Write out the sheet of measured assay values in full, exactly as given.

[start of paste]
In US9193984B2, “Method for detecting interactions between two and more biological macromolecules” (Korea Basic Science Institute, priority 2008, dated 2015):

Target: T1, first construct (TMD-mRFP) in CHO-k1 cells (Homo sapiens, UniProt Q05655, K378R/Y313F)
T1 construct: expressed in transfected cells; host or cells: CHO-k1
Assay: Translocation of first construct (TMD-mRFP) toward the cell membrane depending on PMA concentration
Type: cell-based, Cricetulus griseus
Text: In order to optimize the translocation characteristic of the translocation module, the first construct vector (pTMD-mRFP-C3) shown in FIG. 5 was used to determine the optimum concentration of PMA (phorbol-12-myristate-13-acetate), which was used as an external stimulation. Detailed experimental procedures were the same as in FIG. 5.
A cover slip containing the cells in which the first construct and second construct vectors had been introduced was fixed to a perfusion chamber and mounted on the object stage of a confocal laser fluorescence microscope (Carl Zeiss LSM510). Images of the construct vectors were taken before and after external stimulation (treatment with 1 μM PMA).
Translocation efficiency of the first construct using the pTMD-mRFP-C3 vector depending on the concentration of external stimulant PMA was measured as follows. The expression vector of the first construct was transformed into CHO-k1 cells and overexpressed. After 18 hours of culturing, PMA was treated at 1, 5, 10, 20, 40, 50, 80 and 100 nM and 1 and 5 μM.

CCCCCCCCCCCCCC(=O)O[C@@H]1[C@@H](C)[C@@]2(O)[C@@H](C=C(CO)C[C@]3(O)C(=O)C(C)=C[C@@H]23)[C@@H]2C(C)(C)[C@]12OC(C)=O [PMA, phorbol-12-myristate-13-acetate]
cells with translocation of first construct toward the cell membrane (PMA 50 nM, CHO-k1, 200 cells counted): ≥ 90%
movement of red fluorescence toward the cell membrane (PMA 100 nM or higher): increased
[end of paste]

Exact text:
In US9193984B2, “Method for detecting interactions between two and more biological macromolecules” (Korea Basic Science Institute, priority 2008, dated 2015):

Target: T1, first construct (TMD-mRFP) in CHO-k1 cells (Homo sapiens, UniProt Q05655, K378R/Y313F)
T1 construct: expressed in transfected cells; host or cells: CHO-k1
Assay: Translocation of first construct (TMD-mRFP) toward the cell membrane depending on PMA concentration
Type: cell-based, Cricetulus griseus
Text: In order to optimize the translocation characteristic of the translocation module, the first construct vector (pTMD-mRFP-C3) shown in FIG. 5 was used to determine the optimum concentration of PMA (phorbol-12-myristate-13-acetate), which was used as an external stimulation. Detailed experimental procedures were the same as in FIG. 5.
A cover slip containing the cells in which the first construct and second construct vectors had been introduced was fixed to a perfusion chamber and mounted on the object stage of a confocal laser fluorescence microscope (Carl Zeiss LSM510). Images of the construct vectors were taken before and after external stimulation (treatment with 1 μM PMA).
Translocation efficiency of the first construct using the pTMD-mRFP-C3 vector depending on the concentration of external stimulant PMA was measured as follows. The expression vector of the first construct was transformed into CHO-k1 cells and overexpressed. After 18 hours of culturing, PMA was treated at 1, 5, 10, 20, 40, 50, 80 and 100 nM and 1 and 5 μM.

CCCCCCCCCCCCCC(=O)O[C@@H]1[C@@H](C)[C@@]2(O)[C@@H](C=C(CO)C[C@]3(O)C(=O)C(C)=C[C@@H]23)[C@@H]2C(C)(C)[C@]12OC(C)=O [PMA, phorbol-12-myristate-13-acetate]
cells with translocation of first construct toward the cell membrane (PMA 50 nM, CHO-k1, 200 cells counted): ≥ 90%
movement of red fluorescence toward the cell membrane (PMA 100 nM or higher): increased